The Welsh Government have published a consultation document proposing that para 6.2 of TAN1 is dis-applied for a temporary period.
So what would the practical effects be? PPW will remain, including para 2.1.2 (which is no more than established planning procedure) and paragraphs 2.14.4, 4.2.4 and 9.2.3. In the circumstances where there is less than a five year supply of housing (and in some instances significantly less) with no prospect of that being remedied other than through the grant of planning permission it remains open to the decision maker to attach the weight that he/she sees fit to the benefits of a scheme to improving housing land supply, any other benefits, and the extent to which the proposed development either accords or conflicts with key principles and policy objectives of sustainable development (the second bullet point of Cohesive Communities must be engaged in this circumstance). Material considerations and their weight is a matter for the decision maker.
Admittedly this is a less commodious route to get to the point but not beyond comprehension if the circumstances dictate.
On a procedural point the merit or advantages of dis-applying this paragraph for a period of time is not obvious, noting that the consultation document refers to the “dis-application of paragraph 6.2 would be for the duration of a wide-ranging review of the delivery of housing through the planning system which it is proposed to undertake this summer”.
It is implied that this would somehow “alleviate some of the immediate pressures on local planning authorities when dealing with speculative planning applications for housing and to allow them the capacity to focus on LDP preparation and review”. If this is the reasoned justification it is incumbent on WG to demonstrate what evidence exists to substantiate that the removal of para 6.2 for the summer would provide capacity to focus on LDP preparation and review. Put another way, does the proposed action bear any relationship with the intended outcome of the policy? Arguably not, and this seems at best irrational if not perverse.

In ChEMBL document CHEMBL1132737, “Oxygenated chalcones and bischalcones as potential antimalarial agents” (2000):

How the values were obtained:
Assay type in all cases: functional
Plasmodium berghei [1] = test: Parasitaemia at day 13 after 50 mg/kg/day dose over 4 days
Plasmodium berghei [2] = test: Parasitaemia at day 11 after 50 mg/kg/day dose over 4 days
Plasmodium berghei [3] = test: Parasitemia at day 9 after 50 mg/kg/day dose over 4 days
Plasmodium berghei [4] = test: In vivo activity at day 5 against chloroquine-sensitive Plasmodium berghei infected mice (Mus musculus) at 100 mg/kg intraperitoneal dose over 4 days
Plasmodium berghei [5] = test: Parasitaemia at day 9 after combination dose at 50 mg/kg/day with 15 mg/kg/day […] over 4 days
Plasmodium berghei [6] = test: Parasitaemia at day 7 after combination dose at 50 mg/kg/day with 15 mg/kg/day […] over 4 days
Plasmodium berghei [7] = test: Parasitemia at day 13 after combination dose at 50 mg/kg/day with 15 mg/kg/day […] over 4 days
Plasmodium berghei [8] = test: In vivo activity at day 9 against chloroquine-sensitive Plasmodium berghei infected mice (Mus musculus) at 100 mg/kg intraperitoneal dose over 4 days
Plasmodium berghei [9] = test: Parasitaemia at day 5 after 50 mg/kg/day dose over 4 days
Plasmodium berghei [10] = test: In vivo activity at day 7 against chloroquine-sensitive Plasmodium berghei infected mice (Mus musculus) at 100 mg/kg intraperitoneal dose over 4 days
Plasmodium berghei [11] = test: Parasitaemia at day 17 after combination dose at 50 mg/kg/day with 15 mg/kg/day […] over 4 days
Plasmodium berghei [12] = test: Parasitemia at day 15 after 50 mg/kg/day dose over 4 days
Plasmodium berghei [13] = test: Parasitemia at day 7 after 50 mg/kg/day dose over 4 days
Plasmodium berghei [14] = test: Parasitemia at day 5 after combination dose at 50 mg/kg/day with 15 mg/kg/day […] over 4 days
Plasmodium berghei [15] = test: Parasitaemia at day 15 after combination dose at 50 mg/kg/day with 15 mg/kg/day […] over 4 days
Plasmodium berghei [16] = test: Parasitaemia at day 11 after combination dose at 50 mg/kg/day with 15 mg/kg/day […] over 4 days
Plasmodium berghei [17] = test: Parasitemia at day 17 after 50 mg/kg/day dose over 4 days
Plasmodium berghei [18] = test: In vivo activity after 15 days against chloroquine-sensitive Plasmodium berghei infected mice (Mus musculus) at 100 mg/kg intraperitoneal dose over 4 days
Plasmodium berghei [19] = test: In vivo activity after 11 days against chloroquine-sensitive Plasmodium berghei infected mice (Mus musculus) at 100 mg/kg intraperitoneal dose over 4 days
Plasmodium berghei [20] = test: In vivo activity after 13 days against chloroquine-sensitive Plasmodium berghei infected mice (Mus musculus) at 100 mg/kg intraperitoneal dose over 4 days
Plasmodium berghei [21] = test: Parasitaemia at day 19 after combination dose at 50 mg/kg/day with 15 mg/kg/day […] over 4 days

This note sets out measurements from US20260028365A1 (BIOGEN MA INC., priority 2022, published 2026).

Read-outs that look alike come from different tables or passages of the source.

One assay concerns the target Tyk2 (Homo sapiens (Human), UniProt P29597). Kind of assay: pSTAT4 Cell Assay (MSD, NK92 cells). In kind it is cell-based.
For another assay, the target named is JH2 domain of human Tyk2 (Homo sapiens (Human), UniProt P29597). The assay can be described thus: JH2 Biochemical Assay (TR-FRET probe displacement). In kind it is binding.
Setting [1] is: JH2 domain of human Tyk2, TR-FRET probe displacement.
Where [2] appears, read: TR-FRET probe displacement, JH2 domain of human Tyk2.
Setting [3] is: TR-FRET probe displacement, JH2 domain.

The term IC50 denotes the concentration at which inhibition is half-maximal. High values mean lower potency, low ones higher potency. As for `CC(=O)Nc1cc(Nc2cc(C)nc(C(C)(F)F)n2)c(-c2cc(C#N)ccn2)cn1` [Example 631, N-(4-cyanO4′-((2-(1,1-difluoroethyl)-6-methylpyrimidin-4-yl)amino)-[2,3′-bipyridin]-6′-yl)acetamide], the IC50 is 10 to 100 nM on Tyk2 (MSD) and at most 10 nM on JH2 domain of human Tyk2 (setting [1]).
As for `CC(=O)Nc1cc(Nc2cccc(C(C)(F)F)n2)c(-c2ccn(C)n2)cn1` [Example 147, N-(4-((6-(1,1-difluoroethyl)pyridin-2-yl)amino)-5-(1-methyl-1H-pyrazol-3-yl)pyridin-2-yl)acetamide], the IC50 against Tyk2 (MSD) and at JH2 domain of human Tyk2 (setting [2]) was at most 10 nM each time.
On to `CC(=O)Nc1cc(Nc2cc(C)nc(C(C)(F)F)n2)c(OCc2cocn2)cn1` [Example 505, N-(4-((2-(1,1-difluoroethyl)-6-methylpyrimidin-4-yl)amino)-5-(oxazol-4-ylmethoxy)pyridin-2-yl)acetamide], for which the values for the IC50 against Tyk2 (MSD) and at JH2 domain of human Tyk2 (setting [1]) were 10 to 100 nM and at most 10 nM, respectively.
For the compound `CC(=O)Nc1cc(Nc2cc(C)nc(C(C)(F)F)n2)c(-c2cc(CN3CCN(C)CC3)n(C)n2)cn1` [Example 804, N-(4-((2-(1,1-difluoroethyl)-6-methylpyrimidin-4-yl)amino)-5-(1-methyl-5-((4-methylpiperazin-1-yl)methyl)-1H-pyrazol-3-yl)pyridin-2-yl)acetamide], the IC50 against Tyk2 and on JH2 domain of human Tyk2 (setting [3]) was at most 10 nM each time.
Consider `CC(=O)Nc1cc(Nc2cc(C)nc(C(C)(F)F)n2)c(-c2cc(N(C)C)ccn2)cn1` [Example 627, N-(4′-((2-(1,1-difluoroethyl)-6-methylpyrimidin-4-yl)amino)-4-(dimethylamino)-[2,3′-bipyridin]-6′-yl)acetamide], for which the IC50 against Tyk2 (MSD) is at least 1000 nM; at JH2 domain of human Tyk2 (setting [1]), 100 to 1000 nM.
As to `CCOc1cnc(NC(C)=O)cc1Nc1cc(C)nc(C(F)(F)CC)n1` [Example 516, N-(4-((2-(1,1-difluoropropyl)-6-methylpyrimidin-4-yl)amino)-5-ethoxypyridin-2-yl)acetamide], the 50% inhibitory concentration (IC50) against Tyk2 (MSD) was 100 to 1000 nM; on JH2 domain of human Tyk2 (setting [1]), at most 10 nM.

Equally, what evidence is there of an increase in speculative applications? The language here betrays the fact that these are planning applications that planning procedure permits and are grounded in firstly, the underlying purpose of the planning system in providing for an adequate and continuous supply of housing land to meet society’s needs; secondly, sustainable development objectives of ensuring that all local communities have sufficient good quality housing for their needs; and thirdly, the national housing strategy to provide more housing.
In reality of course, no one can live in a planning permission. A delivery test is something that needs to be advocated alongside the simple land supply calculation.